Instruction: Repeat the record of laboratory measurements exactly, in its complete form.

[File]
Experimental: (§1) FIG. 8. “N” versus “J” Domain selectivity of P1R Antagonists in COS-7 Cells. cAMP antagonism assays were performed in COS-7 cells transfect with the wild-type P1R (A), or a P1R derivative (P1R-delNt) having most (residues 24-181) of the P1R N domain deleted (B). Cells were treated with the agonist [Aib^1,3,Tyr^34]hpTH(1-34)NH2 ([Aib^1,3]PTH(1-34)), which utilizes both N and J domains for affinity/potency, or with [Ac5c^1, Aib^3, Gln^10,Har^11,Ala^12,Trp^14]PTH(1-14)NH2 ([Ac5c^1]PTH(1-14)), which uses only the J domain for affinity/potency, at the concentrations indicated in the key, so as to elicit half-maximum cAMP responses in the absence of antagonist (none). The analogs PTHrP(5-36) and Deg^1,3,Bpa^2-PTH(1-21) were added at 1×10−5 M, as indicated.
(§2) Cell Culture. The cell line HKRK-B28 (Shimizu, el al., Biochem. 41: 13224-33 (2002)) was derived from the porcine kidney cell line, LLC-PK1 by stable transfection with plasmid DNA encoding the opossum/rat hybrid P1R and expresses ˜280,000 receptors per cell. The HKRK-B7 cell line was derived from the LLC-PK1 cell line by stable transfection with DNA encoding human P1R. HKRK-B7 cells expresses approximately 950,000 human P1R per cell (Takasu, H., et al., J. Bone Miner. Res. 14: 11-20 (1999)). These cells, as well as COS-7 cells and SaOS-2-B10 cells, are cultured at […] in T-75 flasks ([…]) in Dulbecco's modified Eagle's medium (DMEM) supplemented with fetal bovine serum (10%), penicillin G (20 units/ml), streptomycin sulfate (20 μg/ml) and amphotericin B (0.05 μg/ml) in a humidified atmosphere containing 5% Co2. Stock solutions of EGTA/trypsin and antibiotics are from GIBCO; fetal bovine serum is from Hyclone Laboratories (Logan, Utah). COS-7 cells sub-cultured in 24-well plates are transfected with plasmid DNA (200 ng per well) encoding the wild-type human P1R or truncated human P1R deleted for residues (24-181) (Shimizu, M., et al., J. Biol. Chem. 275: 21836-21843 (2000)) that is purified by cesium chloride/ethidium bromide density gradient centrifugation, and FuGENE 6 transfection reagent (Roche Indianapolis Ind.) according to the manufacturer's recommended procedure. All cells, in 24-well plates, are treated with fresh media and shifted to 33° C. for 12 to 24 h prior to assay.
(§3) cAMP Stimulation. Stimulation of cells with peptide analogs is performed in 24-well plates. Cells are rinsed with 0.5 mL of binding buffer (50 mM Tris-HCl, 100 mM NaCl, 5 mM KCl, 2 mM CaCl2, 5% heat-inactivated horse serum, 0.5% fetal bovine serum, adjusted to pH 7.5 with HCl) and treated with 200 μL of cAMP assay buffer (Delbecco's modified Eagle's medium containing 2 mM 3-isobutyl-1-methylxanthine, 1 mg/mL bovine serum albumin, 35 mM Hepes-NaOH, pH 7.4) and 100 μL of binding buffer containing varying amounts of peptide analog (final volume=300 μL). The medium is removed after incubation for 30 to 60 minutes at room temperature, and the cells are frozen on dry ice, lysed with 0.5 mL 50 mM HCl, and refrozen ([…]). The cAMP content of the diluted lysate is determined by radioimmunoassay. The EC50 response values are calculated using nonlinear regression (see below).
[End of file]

Experimental: (§1) FIG. 8. “N” versus “J” Domain selectivity of P1R Antagonists in COS-7 Cells. cAMP antagonism assays were performed in COS-7 cells transfect with the wild-type P1R (A), or a P1R derivative (P1R-delNt) having most (residues 24-181) of the P1R N domain deleted (B). Cells were treated with the agonist [Aib^1,3,Tyr^34]hpTH(1-34)NH2 ([Aib^1,3]PTH(1-34)), which utilizes both N and J domains for affinity/potency, or with [Ac5c^1, Aib^3, Gln^10,Har^11,Ala^12,Trp^14]PTH(1-14)NH2 ([Ac5c^1]PTH(1-14)), which uses only the J domain for affinity/potency, at the concentrations indicated in the key, so as to elicit half-maximum cAMP responses in the absence of antagonist (none). The analogs PTHrP(5-36) and Deg^1,3,Bpa^2-PTH(1-21) were added at 1×10−5 M, as indicated.
(§2) Cell Culture. The cell line HKRK-B28 (Shimizu, el al., Biochem. 41: 13224-33 (2002)) was derived from the porcine kidney cell line, LLC-PK1 by stable transfection with plasmid DNA encoding the opossum/rat hybrid P1R and expresses ˜280,000 receptors per cell. The HKRK-B7 cell line was derived from the LLC-PK1 cell line by stable transfection with DNA encoding human P1R. HKRK-B7 cells expresses approximately 950,000 human P1R per cell (Takasu, H., et al., J. Bone Miner. Res. 14: 11-20 (1999)). These cells, as well as COS-7 cells and SaOS-2-B10 cells, are cultured at […] in T-75 flasks ([…]) in Dulbecco's modified Eagle's medium (DMEM) supplemented with fetal bovine serum (10%), penicillin G (20 units/ml), streptomycin sulfate (20 μg/ml) and amphotericin B (0.05 μg/ml) in a humidified atmosphere containing 5% Co2. Stock solutions of EGTA/trypsin and antibiotics are from GIBCO; fetal bovine serum is from Hyclone Laboratories (Logan, Utah). COS-7 cells sub-cultured in 24-well plates are transfected with plasmid DNA (200 ng per well) encoding the wild-type human P1R or truncated human P1R deleted for residues (24-181) (Shimizu, M., et al., J. Biol. Chem. 275: 21836-21843 (2000)) that is purified by cesium chloride/ethidium bromide density gradient centrifugation, and FuGENE 6 transfection reagent (Roche Indianapolis Ind.) according to the manufacturer's recommended procedure. All cells, in 24-well plates, are treated with fresh media and shifted to 33° C. for 12 to 24 h prior to assay.
(§3) cAMP Stimulation. Stimulation of cells with peptide analogs is performed in 24-well plates. Cells are rinsed with 0.5 mL of binding buffer (50 mM Tris-HCl, 100 mM NaCl, 5 mM KCl, 2 mM CaCl2, 5% heat-inactivated horse serum, 0.5% fetal bovine serum, adjusted to pH 7.5 with HCl) and treated with 200 μL of cAMP assay buffer (Delbecco's modified Eagle's medium containing 2 mM 3-isobutyl-1-methylxanthine, 1 mg/mL bovine serum albumin, 35 mM Hepes-NaOH, pH 7.4) and 100 μL of binding buffer containing varying amounts of peptide analog (final volume=300 μL). The medium is removed after incubation for 30 to 60 minutes at room temperature, and the cells are frozen on dry ice, lysed with 0.5 mL 50 mM HCl, and refrozen ([…]). The cAMP content of the diluted lysate is determined by radioimmunoassay. The EC50 response values are calculated using nonlinear regression (see below).